IEEE Transactions on Pattern Analysis and Machine Intelligence
, 1997
"... A face recognition system must recognize a face from a novel image despite the variations between images of the same face. A common approach to overcoming image variations because of changes in the illumination conditions is to use image representations that are relatively insensitive to these varia ..."
Abstract

Cited by 268 (3 self)
 Add to MetaCart
A face recognition system must recognize a face from a novel image despite the variations between images of the same face. A common approach to overcoming image variations because of changes in the illumination conditions is to use image representations that are relatively insensitive to these variations. Examples of such representations are edge maps, image intensity derivatives, and images convolved with 2D Gaborlike filters. Here we present an empirical study that evaluates the sensitivity of these representations to changes in illumination, as well as viewpoint and facial expression. Our findings indicated that none of the representations considered is sufficient by itself to overcome image variations because of a change in the direction of illumination. Similar results were obtained for changes due to viewpoint and expression. Image representations that emphasized the horizontal features were found to be less sensitive to changes in the direction of illumination. However, systems...
Distributed representations of structure: A Theory of Analogical Access and Mapping
 Psychological Review
, 1997
"... This article describes an integrated theory of analogical access and mapping, instantiated in a ..."
Abstract

Cited by 246 (19 self)
 Add to MetaCart
This article describes an integrated theory of analogical access and mapping, instantiated in a
Shock Graphs and Shape Matching
, 1998
"... We have been developing a theory for the generic representation of 2D shape, where structural descriptions are derived from the shocks (singularities) of a curve evolution process, acting on bounding contours. We now apply the theory to the problem of shape matching. The shocks are organized into a ..."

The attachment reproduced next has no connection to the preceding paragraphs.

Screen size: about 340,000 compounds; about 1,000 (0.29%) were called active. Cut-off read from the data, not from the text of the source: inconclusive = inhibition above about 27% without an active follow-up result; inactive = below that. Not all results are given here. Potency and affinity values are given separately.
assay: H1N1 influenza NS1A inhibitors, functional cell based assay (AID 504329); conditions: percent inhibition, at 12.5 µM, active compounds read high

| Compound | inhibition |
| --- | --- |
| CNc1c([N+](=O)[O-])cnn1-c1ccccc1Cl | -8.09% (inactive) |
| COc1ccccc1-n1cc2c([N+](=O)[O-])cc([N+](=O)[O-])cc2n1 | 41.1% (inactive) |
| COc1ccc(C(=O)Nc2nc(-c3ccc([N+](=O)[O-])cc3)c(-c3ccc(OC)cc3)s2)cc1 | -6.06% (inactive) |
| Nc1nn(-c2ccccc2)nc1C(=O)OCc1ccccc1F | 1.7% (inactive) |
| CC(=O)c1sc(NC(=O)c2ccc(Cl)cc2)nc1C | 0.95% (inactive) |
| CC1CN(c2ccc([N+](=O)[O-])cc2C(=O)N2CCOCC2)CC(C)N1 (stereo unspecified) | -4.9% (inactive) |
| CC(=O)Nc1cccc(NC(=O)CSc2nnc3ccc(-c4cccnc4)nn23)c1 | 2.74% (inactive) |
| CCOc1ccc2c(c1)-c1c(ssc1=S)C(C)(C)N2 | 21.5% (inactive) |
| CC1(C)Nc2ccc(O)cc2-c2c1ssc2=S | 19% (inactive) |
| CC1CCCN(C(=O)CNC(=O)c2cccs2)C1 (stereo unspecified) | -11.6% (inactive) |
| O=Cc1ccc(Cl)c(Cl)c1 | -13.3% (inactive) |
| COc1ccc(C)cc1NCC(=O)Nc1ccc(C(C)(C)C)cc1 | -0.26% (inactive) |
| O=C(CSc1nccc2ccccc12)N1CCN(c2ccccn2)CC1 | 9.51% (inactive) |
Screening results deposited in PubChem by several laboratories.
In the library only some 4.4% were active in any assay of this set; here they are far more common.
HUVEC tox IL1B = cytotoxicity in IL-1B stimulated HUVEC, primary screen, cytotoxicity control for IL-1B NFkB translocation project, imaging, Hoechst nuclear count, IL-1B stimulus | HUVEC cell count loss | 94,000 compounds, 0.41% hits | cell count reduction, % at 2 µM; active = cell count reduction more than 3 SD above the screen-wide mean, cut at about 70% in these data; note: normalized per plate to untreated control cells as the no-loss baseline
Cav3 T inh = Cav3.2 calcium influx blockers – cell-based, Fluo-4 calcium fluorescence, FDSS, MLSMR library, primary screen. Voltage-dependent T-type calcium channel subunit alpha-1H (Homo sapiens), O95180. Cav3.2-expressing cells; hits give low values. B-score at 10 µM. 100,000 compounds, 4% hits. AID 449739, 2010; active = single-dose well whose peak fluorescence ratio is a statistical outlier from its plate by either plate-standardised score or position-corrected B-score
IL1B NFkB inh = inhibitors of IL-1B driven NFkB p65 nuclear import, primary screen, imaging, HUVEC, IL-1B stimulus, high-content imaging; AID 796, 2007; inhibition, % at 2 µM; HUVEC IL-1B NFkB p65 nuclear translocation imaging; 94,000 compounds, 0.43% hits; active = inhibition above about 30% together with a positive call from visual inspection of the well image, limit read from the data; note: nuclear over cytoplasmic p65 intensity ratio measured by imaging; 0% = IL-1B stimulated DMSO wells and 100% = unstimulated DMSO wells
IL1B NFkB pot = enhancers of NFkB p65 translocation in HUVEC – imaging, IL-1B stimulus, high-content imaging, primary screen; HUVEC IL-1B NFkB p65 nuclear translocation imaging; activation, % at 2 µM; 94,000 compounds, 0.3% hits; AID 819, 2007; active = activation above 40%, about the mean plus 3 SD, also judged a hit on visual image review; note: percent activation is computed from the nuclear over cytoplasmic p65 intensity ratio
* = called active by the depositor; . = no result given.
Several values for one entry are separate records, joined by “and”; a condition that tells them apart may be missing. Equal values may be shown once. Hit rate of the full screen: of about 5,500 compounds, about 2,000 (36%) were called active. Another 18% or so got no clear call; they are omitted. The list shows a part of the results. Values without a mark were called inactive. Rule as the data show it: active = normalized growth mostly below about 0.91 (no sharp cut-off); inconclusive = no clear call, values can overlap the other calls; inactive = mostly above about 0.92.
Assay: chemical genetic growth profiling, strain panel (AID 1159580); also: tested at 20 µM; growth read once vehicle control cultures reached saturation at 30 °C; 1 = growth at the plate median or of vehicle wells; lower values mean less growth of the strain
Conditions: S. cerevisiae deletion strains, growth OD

Abstract

Cited by 203 (32 self)
 Add to MetaCart
We have been developing a theory for the generic representation of 2D shape, where structural descriptions are derived from the shocks (singularities) of a curve evolution process, acting on bounding contours. We now apply the theory to the problem of shape matching. The shocks are organized into a directed, acyclic shock graph, and complexity is managed by attending to the most significant (central) shape components first. The space of all such graphs is highly structured and can be characterized by the rules of a shock graph grammar. The grammar permits a reduction of a shock graph to a unique rooted shock tree. We introduce a novel tree matching algorithm which finds the best set of corresponding nodes between two shock trees in polynomial time. Using a diverse database of shapes, we demonstrate our system's performance under articulation, occlusion, and changes in viewpoint. Keywords: shape representation; shape matching; shock graph; shock graph grammar; subgraph isomorphism. 1 I...
Linear Object Classes and Image Synthesis From a Single Example Image
 IEEE Transactions on Pattern Analysis and Machine Intelligence
, 1997
"... Abstract—The need to generate new views of a 3D object from a single real image arises in several fields, including graphics and object recognition. While the traditional approach relies on the use of 3D models, we have recently introduced [1], [2], [3] simpler techniques that are applicable under r ..."
Abstract

Cited by 199 (23 self)
 Add to MetaCart
Abstract—The need to generate new views of a 3D object from a single real image arises in several fields, including graphics and object recognition. While the traditional approach relies on the use of 3D models, we have recently introduced [1], [2], [3] simpler techniques that are applicable under restricted conditions. The approach exploits image transformations that are specific to the relevant object class, and learnable from example views of other “prototypical ” objects of the same class. In this paper, we introduce such a technique by extending the notion of linear class proposed by Poggio and Vetter. For linear object classes, it is shown that linear transformations can be learned exactly from a basis set of 2D prototypical views. We demonstrate the approach on artificial objects and then show preliminary evidence that the technique can effectively “rotate ” highresolution face images from a single 2D view. Index Terms—3D object recognition, rotation invariance, deformable templates, image synthesis. 1